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On threshold models over finite networks

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dc.contributor.advisor Munther A. Dahleh and Asuman Ozdaglar. en_US
dc.contributor.author Adam, Elie M en_US
dc.contributor.other Massachusetts Institute of Technology. Dept. of Electrical Engineering and Computer Science. en_US
dc.date.accessioned 2012-11-19T19:16:40Z
dc.date.available 2012-11-19T19:16:40Z
dc.date.copyright 2012 en_US
dc.date.issued 2012 en_US
dc.identifier.uri http://hdl.handle.net/1721.1/74899
dc.description Thesis (S.M.)--Massachusetts Institute of Technology, Dept. of Electrical Engineering and Computer Science, 2012. en_US
dc.description Cataloged from PDF version of thesis. en_US
dc.description Includes bibliographical references (p. 109-110). en_US
dc.description.abstract We study a model for cascade effects over finite networks based on a deterministic binary linear threshold model. Our starting point is a networked coordination game where each agent's payoff is the sum of the payoffs coming from pairwise interaction with each of the neighbors. We first establish that the best response dynamics in this networked game is equivalent to the linear threshold dynamics with heterogeneous thresholds over the agents. While the previous literature has studied such linear threshold models under the assumption that each agent may change actions at most once, a study of best response dynamics in such networked games necessitates an analysis that allows for multiple switches in actions. In this thesis, we develop such an analysis and construct a combinatorial framework to understand the behavior of the model. To this end, we establish that the agents behavior cycles among different actions in the limit and provide three sets of results. We first characterize the limiting behavioral properties of the dynamics. We determine the length of the limit cycles and reveal bounds on the time steps required to reach such cycles for different network structures. We then study the complexity of decision/counting problems that arise within the context. Specifically, we consider the tractability of counting the number of limit cycles and fixed-points, and deciding the reachability of action profiles. We finally propose a measure of network resilience that captures the nature of the involved dynamics. We prove bounds and investigate the resilience of different network structures under this measure. en_US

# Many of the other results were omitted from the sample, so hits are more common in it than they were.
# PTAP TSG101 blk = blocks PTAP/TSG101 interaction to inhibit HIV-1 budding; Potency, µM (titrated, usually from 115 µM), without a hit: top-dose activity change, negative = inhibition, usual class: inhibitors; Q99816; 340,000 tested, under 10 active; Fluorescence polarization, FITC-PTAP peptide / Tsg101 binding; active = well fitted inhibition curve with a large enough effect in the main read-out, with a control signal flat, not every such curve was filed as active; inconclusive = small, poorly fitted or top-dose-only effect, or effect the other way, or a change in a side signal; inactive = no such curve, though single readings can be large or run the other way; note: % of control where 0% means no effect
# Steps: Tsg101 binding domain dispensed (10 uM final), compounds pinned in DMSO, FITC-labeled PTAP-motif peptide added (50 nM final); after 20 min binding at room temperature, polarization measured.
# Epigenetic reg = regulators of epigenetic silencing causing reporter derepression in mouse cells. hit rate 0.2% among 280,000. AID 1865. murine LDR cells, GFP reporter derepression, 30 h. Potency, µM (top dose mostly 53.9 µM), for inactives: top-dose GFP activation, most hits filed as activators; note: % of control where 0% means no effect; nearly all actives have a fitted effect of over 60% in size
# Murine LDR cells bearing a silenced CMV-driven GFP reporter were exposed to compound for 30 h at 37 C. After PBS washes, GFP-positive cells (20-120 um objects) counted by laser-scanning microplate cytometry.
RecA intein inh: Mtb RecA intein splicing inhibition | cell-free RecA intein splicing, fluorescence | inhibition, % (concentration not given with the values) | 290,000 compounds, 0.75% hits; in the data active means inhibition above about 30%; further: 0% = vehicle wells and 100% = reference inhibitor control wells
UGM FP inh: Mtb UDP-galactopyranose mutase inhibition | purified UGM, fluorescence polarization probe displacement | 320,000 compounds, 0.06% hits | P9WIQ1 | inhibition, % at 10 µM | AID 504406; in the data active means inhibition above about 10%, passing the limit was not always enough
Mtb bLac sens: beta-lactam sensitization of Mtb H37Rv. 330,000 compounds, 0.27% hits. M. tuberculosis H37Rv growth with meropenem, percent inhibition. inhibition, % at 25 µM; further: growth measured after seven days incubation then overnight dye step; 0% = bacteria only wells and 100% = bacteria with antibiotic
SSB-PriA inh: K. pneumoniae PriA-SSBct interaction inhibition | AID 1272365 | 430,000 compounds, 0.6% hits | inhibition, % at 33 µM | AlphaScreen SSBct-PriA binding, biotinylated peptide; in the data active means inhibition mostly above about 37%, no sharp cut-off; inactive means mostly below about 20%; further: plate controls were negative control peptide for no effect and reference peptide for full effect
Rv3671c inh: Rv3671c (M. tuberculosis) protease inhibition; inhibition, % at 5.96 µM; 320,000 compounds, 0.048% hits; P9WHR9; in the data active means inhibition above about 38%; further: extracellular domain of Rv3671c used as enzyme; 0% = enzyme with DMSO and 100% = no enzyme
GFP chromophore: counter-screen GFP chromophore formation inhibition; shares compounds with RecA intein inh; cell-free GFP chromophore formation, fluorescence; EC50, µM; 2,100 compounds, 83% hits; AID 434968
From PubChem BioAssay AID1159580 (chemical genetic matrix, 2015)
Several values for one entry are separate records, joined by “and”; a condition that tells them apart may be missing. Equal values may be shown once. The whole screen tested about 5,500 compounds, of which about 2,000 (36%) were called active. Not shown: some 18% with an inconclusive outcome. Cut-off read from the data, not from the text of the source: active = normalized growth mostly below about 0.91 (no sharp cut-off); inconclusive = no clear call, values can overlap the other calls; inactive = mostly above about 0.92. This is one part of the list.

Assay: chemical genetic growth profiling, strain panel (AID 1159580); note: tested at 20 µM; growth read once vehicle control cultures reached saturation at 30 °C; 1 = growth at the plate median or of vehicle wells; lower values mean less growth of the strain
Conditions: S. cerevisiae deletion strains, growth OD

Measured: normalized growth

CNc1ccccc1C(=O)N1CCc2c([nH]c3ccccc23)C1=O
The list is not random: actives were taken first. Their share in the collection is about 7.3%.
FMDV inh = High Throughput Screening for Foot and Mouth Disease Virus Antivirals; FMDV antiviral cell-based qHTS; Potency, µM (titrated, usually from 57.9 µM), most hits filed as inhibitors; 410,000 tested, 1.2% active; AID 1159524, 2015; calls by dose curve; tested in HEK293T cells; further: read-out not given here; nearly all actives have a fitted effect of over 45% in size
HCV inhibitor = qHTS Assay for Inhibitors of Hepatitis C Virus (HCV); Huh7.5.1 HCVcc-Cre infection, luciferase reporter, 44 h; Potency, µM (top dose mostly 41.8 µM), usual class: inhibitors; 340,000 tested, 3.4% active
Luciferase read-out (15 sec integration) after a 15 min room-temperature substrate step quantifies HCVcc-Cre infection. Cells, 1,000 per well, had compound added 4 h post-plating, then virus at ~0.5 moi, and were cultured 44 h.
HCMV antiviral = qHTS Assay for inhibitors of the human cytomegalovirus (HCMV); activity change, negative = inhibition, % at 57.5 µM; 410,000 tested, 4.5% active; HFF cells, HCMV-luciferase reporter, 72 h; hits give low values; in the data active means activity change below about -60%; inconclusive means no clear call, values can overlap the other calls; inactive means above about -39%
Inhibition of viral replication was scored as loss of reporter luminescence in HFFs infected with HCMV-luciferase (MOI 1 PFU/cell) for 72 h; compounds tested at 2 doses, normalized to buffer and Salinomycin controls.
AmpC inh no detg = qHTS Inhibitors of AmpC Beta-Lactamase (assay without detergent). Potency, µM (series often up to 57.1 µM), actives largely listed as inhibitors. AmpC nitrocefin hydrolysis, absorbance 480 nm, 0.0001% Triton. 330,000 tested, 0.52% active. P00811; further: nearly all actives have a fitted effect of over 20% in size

dc.description.statementofresponsibility by Elie M. Adam. en_US
dc.format.extent 110 p. en_US
dc.language.iso eng en_US
dc.publisher Massachusetts Institute of Technology en_US
dc.rights M.I.T. theses are protected by copyright. They may be viewed from this source for any purpose, but reproduction or distribution in any format is prohibited without written permission. See provided URL for inquiries about permission. en_US
dc.rights.uri http://dspace.mit.edu/handle/1721.1/7582 en_US
dc.subject Electrical Engineering and Computer Science. en_US
dc.title On threshold models over finite networks en_US
dc.type Thesis en_US
dc.description.degree S.M. en_US
dc.contributor.department Massachusetts Institute of Technology. Dept. of Electrical Engineering and Computer Science. en_US
dc.identifier.oclc 815410301 en_US


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